Hearts of glass
Hearts of glass by Robin Osborne, article courtesy of NorDocs
A healthy resting heart beats at sixty times per minute and this number came to mind when glass sculptor Harriet Schwarzrock launched into what would become the most consuming project of an already distinguished artistic career. Since graduating with Honours from the Sydney College of the Arts/Sydney University in 1999, Harriet has exhibited in Australia, the USA and Europe, gained a number of awards, scholarships and residencies, and become a favourite of blown-glass connoisseurs.
Soon, along with textile artist Valerie Kirk, she will undertake a two-week cottage residency supported by Crafts ACT, Parks ACT and GeoScience Australia, focusing on bushfire impacts in the Canberra area.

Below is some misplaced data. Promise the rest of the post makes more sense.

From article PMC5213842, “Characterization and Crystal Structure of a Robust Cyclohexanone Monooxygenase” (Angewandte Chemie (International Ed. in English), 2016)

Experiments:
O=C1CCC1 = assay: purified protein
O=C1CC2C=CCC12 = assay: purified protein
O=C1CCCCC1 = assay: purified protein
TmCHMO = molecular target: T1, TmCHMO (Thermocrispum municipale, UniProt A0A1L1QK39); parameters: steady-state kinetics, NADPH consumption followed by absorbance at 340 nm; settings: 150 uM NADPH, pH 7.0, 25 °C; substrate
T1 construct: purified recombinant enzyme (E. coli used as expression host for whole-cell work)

While the Queanbeyan-based artist’s output has included many traditional pieces such as vases and bowls it is her focus on anatomically heart-shaped pieces that has gained her a solo exhibition at the prestigious if unlikely venue of the National Portrait Gallery in Canberra. This show, ‘Spaces between movement and stillness’, opened several months ago during the run of ‘Pub Rock’, a gallery of Australian rock ’n roll photos, and it continues until 1 August 2021 in conjunction with the Australian Love Stories exhibition of diverse romantic images.
Entering this section of the NPG requires passing through a corridor within which sixty of Harriet’s glass hearts are mounted on each wall. She doubled the number in order to have a pulse on both sides.
What makes the impact so striking, and, given the heart’s symbolism, somewhat unnerving, is that each is a living object, filled with one or more vacuum-sealed inert gases that, when subjected to electricity, create a venous light show impossible to describe or explain, unless one is the artist who created them.